In the last couple of months I’ve worked on several projects that needed an overlay with some content on it. Some front-end frameworks as for example Bootstrap refer to them as modals.
To tackle these problems I decided to write my own implementation of a modal that fulfills what I need.
Since a while now word has spread to use the CSS unit rem for font-sizes and values in CSS. Here I want to explain how you can use a fallback in Sass or LESS to get rem working in all browsers. View Gist with mixins Why rem? Let’s look into what rem means. We know of the em unit which is relative to the font-size of the parent element it is defined on. This means if one of the parents in the DOM-tree changes its font-size, the font-size of the child element changes too. In contrast the rem unit is
Please read about the updated syntax of CSS variables in the first and second update of this post. Since a little bit more than a month (as of the time of writing) there is a Editor’s Draft for a CSS Variables Module by Google (Tab Atkins and Luke Macpherson) and Daniel Glazman. Just a few days ago the Working Draft was updated. The first draft was written in 2008 by Daniel Glazman but was not added to the official specification. The new WD extends this proposal by Glazman. Disclaimer: This article is part of a small series about the latest
Since the beginning of February there were some proposals for the CSS3 specification. These proposals are not yet part of the specification and will likely be changed until they get adopted by the CSSWG. One of these drafts is the CSS Hierarchies Module Level 3. So what’s the Hierarchies Module? And why “Level 3”? The Hierarchies Module is not exactly new. It exists since the very first steps of CSS and was first released in Dezember 1996 with CSS1. The CSS1 specification is still up, so check it out if you want to. When you write CSS you always use selectors to target
Christian “Schepp” Schaefer shows how to use the new filter-properties for CSS3 and combine them with methods implemented by most modern browsers. This article was first published in German on December 19th 2011.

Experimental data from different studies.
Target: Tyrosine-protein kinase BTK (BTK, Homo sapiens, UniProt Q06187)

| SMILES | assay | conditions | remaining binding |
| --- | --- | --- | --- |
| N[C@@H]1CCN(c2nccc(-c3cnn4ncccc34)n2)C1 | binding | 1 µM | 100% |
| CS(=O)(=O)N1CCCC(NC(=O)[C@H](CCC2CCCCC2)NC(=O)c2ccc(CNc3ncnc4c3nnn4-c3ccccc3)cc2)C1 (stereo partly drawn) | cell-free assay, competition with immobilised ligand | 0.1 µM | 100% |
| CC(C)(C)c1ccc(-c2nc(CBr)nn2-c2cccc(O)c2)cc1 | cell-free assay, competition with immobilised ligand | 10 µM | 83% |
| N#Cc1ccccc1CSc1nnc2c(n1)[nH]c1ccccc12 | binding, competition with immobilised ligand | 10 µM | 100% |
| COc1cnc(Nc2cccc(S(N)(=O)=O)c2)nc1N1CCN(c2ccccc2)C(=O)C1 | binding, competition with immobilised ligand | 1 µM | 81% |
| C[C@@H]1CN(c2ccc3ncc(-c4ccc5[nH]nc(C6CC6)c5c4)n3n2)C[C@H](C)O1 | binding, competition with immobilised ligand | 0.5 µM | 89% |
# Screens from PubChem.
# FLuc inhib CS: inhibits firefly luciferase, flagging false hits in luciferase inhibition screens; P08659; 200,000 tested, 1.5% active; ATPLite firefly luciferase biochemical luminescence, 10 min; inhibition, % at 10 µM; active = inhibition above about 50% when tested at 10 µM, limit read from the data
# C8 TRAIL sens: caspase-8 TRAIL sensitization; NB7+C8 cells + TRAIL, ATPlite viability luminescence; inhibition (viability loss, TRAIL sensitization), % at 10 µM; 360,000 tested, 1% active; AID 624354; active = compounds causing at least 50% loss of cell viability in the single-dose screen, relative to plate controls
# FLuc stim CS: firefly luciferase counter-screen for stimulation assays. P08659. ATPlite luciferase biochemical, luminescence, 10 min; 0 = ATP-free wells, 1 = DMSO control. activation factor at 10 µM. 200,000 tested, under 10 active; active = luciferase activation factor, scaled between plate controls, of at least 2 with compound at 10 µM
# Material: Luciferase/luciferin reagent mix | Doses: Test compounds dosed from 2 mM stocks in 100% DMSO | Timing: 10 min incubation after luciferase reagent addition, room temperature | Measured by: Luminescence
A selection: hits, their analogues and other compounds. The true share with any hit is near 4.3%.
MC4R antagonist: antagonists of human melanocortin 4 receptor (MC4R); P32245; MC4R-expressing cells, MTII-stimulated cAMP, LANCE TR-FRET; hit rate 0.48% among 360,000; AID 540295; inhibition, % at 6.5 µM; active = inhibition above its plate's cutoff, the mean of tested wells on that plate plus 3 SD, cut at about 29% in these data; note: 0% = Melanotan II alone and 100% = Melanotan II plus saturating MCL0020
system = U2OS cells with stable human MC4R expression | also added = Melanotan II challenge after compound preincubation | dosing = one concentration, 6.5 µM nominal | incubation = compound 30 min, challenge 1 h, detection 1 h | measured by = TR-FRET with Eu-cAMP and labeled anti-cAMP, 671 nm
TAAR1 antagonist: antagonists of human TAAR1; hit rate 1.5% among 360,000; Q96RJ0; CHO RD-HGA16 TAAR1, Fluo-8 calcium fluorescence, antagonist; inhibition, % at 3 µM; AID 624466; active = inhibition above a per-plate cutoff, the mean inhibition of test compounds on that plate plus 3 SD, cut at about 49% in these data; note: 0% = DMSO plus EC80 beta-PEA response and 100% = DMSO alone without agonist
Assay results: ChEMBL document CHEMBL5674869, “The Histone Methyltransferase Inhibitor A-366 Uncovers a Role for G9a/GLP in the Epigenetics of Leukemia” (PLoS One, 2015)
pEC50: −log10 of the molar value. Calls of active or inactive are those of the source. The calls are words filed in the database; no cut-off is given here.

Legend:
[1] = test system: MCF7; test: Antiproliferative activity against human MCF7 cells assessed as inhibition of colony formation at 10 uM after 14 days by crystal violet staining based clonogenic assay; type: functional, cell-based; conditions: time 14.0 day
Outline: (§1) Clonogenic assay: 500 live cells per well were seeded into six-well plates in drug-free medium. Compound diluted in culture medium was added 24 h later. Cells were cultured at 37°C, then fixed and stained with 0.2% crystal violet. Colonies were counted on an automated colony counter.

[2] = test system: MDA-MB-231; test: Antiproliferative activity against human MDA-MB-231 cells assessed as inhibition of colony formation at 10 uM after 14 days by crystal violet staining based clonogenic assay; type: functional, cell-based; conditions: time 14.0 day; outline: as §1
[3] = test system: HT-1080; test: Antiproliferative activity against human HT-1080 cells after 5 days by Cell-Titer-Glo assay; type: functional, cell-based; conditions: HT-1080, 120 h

Lea Verou publishes some really great stuff. Her latest work is Animatable. A tool to showcase the variety of things you can do with CSS3 animations. And it’s awesome. Some weeks ago I had this article about rotating images like I use in the footer of this page. There is an animation in Lea’s demos that makes use of the same properties. You will find some nice cutting edge CSS3-techniques in the demos so make sure to check out the source-code on GitHub. You can also contribute and check in a pull request if you want to. Edit: And by
The CSS3-spec is full of wonderful things. Sometimes things that are not so desperately needed as others but anyway… good to have them. One of these more or less needed properties might be resize. It is part of the CSS3 Basic User Interface Module. What is really useful with resize is the ability to restrict the resizing of textarea for example. But it is possible to resize every element you’d like to as this demo by Simurai shows. There are four values for resize that are kinda logical: none: no resizing at all horizontal: resizing only horizontal vertical: resizing only…
This mothereffin shit is worth a blog-post. Even if it’s just a short one. At this very moment I’m celebrating the fact that Internet Explorer 10 now supports text-shadows kinda excessively! Finally! Even Internet Explorer made it! Yayyyy! For more details on this, please go and check out the Internet Explorer 10 Guide for Developers. Microsoft developers explain the usage of text-shadow here. But I guess it should be pretty clear how to use them as other browsers support them like forever. Thanks goes out to Louis Lazaris for his tweet about it. Also @IE tweeted about this. There are also
In browsers we do not have the ability to automatically hyphenate continuous text. This is an issue when you are using text-align: justify; for instance because the text may look really bad. I want to write about this topic because of the discussion that came up at the HTML5 Boilerpates issue-list and this blogpost at Fontdeck Blog. The specification says: Hyphenation means splitting words to improve the layout of paragraphs. CSS3 Properties CSS3 adds six properties to the list of useful thing. These are: The most important one is hyphens. More to this one later. You can add dictionary-files with hyphenate-resource